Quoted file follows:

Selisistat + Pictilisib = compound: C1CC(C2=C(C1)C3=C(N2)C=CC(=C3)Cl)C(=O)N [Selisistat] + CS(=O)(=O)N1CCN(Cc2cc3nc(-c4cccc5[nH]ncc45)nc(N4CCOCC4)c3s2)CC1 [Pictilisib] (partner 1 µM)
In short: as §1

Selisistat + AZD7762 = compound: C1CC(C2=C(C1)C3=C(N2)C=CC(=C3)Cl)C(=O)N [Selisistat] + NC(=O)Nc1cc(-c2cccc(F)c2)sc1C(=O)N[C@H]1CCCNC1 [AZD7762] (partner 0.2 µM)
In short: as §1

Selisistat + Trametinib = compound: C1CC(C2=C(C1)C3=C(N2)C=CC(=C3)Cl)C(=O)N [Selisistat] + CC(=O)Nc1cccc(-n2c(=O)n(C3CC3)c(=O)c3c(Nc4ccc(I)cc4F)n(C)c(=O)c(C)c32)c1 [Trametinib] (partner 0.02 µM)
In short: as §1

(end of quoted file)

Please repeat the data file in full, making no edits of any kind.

Selisistat + Pictilisib = compound: C1CC(C2=C(C1)C3=C(N2)C=CC(=C3)Cl)C(=O)N [Selisistat] + CS(=O)(=O)N1CCN(Cc2cc3nc(-c4cccc5[nH]ncc45)nc(N4CCOCC4)c3s2)CC1 [Pictilisib] (partner 1 µM)
In short: as §1

Selisistat + AZD7762 = compound: C1CC(C2=C(C1)C3=C(N2)C=CC(=C3)Cl)C(=O)N [Selisistat] + NC(=O)Nc1cc(-c2cccc(F)c2)sc1C(=O)N[C@H]1CCCNC1 [AZD7762] (partner 0.2 µM)
In short: as §1

Selisistat + Trametinib = compound: C1CC(C2=C(C1)C3=C(N2)C=CC(=C3)Cl)C(=O)N [Selisistat] + CC(=O)Nc1cccc(-n2c(=O)n(C3CC3)c(=O)c3c(Nc4ccc(I)cc4F)n(C)c(=O)c(C)c32)c1 [Trametinib] (partner 0.02 µM)
In short: as §1